Healthy Birth Outcomes: Eliminating Racial and Ethnic Disparities
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This page features selected research efforts that seek to understand and identify ways to eliminate
racial and ethnic disparities in birth outcomes.
American Medical Association offers resources on eliminating health disparities.
- "You Learn to Go Last": Perceptions of
Prenatal Care Experiences among African-American Women with Limited Incomes (November 2012). Authors: Trina C. Salm
Ward, Mary Mazul, Emmanuel M. Ngui, Farrin D. Bridgewater, Amy E. Harley.
Where health disparities begin: The role of social and economic determinants - and why current policies may make matters
worse (October 2011). Authors: Steven H. Woolf and Paula Braveman.
- Reducing low birthweight through home
visitation (February 2009). As part of a larger randomized control trial, this study examined the effects of home visitation
services on low birthweight (LBW) deliveries. The study found that the risk of delivering LBW babies was
significantly lower for participants in the group receiving prenatal home visits with a focus on social support,
health education, and better access to services, suggesting that this approach holds promise for reducing LBW
deliveries among at-risk women and adolescents.
Primary care interventions to promote breastfeeding: U.S. Preventive Services Task Force recommendation
statement (October 2008). There is convincing evidence that breastfeeding provides substantial health benefits for children, and
adequate evidence that breastfeeding provides moderate benefits for mothers. The promotion and support of breastfeeding
may be accomplished through interventions over the course of pregnancy, around the time of delivery, and after birth
while breastfeeding is under way. Interventions may include breastfeeding education for mothers and families, direct
support of mothers during breastfeeding observations, and the training of health professional staff about breastfeeding
and techniques for breastfeeding support. Evidence suggests that interventions including both prenatal and postnatal
components may be the most effective at increasing breastfeeding duration. Many successful programs include peer support,
prenatal breastfeeding education, or both.
of Prenatal Care Coordination on Birth Outcomes in Wisconsin (Slides;
PDF,162 KB). Julie A. Willems Van Dijk, August 13, 2008.
Advancing health disparities research within the health care system: A conceptual framework (December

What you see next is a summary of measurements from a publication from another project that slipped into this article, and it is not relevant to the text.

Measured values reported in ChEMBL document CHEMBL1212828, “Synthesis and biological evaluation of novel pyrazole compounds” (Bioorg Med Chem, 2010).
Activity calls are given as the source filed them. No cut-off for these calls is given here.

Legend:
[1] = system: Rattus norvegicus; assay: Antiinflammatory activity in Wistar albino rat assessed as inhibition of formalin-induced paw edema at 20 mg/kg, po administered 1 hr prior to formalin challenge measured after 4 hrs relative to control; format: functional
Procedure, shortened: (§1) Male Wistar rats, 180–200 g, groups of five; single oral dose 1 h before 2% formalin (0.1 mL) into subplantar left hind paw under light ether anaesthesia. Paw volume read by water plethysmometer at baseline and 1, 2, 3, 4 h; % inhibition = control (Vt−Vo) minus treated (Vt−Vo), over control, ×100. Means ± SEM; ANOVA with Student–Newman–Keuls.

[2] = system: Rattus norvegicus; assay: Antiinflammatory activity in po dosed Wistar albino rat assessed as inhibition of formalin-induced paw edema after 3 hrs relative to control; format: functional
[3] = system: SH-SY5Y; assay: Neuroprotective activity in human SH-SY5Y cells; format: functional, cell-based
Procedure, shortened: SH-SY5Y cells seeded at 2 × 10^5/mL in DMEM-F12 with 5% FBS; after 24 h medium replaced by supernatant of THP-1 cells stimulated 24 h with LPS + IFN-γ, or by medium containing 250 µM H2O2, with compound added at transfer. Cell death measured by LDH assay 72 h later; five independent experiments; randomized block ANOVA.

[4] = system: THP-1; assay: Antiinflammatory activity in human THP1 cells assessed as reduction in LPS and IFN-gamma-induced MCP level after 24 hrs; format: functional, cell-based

2006). Authors: Amy M. Kilbourne, Galen Switzer, Kelly Hyman, Megan Crowley-Matoka, and Michael J. Fine.
Recommendations to improve preconception health and health care - United States (April 2006):
Improving one's health before
pregnancy is essential to improve birth outcomes. The Centers for Disease Control and Prevention has outlined ten
recommendations for improving women's preconception health and thereby improve birth outcomes, including
emphasizing the importance of personal responsibility; increasing public awareness, risk assessment, education and
counseling on the importance of behaviors that affect preconception health; increasing interventions for women with
identified risks; providing interconception interventions for women with adverse outcomes; expanding health
insurance coverage; and increasing public health surveillance and research to monitor preconception health.
- Social sources of racial disparities in health
(May 2005). Authors: David R. Williams and Pamela Braboy Jackson.
- The Community Guide: Prevention of birth
defects (June 2004): Folate taken before pregnancy and in the first two months of gestation can help prevent major birth
defects of a baby's brain and spine. The Task Force on Community Preventive Services recommends community-wide
campaigns to increase the use of supplements containing folic acid by women of childbearing age and folic acid
fortification of food products.
- Racial and ethnic disparities in birth outcomes: A life-course perspective.
(Michael C. Lu and N. Halfon, Maternal Child Health Journal, Vol. 7, No.
1, pages 13-30, March 2003). Abstract
and information on accessing the full article.
Neonatal health care costs related to smoking during pregnancy - Abstract (January 2002). This study
confirms the adverse effects of
smoking. Among mothers who smoke, smoking adds over $700 per mother in neonatal costs. The smoking-attributable neonatal
costs in the U.S. represent almost $367 million in 1996 dollars; these costs vary from less than a million dollars in
smaller states to more than $23 million in New York. These costs are highly preventable since the adverse effects
of maternal smoking occur in the short run and can be avoided by even a temporary cessation of maternal smoking. These
cost estimates can be used by managed care plans, state and local public health officials, and others to evaluate
alternative smoking cessation programs.
April 15, 2014